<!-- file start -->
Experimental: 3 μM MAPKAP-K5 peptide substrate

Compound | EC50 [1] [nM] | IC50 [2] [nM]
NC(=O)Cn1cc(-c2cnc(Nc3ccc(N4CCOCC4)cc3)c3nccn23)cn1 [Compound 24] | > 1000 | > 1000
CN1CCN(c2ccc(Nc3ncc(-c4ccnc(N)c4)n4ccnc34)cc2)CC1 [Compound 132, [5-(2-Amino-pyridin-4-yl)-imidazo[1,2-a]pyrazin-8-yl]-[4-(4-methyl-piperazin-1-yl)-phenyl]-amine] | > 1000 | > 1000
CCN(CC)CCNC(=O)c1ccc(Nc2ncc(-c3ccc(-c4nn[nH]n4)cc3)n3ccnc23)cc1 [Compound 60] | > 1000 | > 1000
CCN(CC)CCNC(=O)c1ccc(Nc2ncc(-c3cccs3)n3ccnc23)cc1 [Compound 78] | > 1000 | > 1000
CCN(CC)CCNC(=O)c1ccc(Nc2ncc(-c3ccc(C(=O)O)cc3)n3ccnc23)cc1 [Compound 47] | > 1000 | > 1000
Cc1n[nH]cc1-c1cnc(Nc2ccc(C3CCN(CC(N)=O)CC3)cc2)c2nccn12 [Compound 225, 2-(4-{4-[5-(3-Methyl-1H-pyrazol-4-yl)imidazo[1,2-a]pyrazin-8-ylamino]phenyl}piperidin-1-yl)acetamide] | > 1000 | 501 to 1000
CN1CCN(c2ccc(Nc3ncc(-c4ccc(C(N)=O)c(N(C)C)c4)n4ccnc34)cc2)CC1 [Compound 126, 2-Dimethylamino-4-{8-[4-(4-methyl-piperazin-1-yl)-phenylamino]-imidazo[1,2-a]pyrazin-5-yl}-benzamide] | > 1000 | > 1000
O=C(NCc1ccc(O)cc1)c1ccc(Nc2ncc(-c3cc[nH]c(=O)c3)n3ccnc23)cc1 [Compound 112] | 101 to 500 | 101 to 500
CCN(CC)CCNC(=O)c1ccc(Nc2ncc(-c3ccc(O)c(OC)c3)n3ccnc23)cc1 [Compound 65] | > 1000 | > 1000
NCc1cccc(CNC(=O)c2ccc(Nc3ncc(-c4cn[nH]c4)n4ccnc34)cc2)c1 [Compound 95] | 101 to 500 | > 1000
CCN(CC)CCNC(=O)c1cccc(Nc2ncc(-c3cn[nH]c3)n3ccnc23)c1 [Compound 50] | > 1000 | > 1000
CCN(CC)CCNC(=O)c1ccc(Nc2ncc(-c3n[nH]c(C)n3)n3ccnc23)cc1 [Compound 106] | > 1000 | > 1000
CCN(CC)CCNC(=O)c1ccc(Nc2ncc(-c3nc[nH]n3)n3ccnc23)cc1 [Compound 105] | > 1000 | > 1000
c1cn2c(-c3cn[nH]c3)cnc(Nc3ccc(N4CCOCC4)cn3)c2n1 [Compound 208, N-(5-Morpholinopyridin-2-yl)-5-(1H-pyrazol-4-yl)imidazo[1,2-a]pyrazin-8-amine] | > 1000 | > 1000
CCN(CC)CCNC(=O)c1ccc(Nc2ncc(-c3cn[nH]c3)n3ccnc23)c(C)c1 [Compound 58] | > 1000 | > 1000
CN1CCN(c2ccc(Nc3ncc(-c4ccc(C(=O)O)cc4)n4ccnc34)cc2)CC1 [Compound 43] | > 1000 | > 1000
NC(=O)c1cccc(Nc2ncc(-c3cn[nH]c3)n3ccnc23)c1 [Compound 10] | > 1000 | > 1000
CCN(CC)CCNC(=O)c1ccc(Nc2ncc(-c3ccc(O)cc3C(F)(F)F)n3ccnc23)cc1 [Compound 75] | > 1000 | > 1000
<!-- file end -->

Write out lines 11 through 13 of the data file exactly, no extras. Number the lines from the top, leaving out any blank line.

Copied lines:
CCN(CC)CCNC(=O)c1ccc(Nc2ncc(-c3ccc(O)c(OC)c3)n3ccnc23)cc1 [Compound 65] | > 1000 | > 1000
NCc1cccc(CNC(=O)c2ccc(Nc3ncc(-c4cn[nH]c4)n4ccnc34)cc2)c1 [Compound 95] | 101 to 500 | > 1000
CCN(CC)CCNC(=O)c1cccc(Nc2ncc(-c3cn[nH]c3)n3ccnc23)c1 [Compound 50] | > 1000 | > 1000